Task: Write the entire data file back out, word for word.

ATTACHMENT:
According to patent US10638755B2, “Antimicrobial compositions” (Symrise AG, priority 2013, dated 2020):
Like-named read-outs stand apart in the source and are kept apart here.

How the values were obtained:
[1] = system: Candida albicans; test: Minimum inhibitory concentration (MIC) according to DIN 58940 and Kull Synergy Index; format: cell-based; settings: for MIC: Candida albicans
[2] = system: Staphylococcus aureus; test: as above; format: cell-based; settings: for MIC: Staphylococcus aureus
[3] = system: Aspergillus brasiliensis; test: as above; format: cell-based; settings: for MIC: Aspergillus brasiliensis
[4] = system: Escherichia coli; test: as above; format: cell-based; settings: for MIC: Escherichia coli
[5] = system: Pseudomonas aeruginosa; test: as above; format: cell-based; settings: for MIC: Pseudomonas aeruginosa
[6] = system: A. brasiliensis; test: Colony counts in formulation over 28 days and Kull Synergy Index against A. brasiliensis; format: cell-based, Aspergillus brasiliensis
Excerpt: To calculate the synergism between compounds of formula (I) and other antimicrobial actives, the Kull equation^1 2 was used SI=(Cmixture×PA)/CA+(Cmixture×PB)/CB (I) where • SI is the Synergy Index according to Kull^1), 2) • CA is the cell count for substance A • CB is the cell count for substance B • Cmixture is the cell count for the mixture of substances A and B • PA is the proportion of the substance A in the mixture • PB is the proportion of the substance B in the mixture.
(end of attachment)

According to patent US10638755B2, “Antimicrobial compositions” (Symrise AG, priority 2013, dated 2020):
Like-named read-outs stand apart in the source and are kept apart here.

How the values were obtained:
[1] = system: Candida albicans; test: Minimum inhibitory concentration (MIC) according to DIN 58940 and Kull Synergy Index; format: cell-based; settings: for MIC: Candida albicans
[2] = system: Staphylococcus aureus; test: as above; format: cell-based; settings: for MIC: Staphylococcus aureus
[3] = system: Aspergillus brasiliensis; test: as above; format: cell-based; settings: for MIC: Aspergillus brasiliensis
[4] = system: Escherichia coli; test: as above; format: cell-based; settings: for MIC: Escherichia coli
[5] = system: Pseudomonas aeruginosa; test: as above; format: cell-based; settings: for MIC: Pseudomonas aeruginosa
[6] = system: A. brasiliensis; test: Colony counts in formulation over 28 days and Kull Synergy Index against A. brasiliensis; format: cell-based, Aspergillus brasiliensis
Excerpt: To calculate the synergism between compounds of formula (I) and other antimicrobial actives, the Kull equation^1 2 was used SI=(Cmixture×PA)/CA+(Cmixture×PB)/CB (I) where • SI is the Synergy Index according to Kull^1), 2) • CA is the cell count for substance A • CB is the cell count for substance B • Cmixture is the cell count for the mixture of substances A and B • PA is the proportion of the substance A in the mixture • PB is the proportion of the substance B in the mixture.